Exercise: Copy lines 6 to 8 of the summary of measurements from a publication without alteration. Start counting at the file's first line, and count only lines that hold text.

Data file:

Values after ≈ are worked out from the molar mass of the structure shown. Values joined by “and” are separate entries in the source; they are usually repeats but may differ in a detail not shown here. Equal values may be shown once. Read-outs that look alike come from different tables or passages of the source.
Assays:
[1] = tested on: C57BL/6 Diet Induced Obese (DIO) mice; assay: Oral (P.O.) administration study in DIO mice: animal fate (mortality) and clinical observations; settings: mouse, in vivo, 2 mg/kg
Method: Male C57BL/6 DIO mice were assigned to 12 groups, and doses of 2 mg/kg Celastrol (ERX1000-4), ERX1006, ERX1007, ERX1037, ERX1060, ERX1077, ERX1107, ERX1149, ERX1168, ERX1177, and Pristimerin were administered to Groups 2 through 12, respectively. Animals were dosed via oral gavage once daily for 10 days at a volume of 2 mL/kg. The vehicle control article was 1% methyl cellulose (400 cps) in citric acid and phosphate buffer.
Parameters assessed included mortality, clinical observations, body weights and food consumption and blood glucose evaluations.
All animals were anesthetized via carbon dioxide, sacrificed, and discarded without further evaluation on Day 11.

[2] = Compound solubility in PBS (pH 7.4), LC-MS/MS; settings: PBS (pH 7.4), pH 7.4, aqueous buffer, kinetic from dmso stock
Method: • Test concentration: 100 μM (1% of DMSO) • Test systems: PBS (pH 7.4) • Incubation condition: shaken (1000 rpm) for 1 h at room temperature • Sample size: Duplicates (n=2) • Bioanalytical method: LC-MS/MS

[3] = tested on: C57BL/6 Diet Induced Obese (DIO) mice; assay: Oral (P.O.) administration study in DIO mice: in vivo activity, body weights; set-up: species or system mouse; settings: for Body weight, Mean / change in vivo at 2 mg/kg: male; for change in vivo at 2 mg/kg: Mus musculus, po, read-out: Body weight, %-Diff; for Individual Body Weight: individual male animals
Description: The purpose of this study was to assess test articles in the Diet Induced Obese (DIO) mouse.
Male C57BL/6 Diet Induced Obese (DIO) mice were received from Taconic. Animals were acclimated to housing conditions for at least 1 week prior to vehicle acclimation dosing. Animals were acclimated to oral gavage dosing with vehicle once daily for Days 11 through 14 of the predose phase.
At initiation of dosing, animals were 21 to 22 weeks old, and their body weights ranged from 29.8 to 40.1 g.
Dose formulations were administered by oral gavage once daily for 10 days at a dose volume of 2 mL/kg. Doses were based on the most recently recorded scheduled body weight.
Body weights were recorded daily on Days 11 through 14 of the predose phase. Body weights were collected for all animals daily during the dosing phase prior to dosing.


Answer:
All animals were anesthetized via carbon dioxide, sacrificed, and discarded without further evaluation on Day 11.

[2] = Compound solubility in PBS (pH 7.4), LC-MS/MS; settings: PBS (pH 7.4), pH 7.4, aqueous buffer, kinetic from dmso stock
Method: • Test concentration: 100 μM (1% of DMSO) • Test systems: PBS (pH 7.4) • Incubation condition: shaken (1000 rpm) for 1 h at room temperature • Sample size: Duplicates (n=2) • Bioanalytical method: LC-MS/MS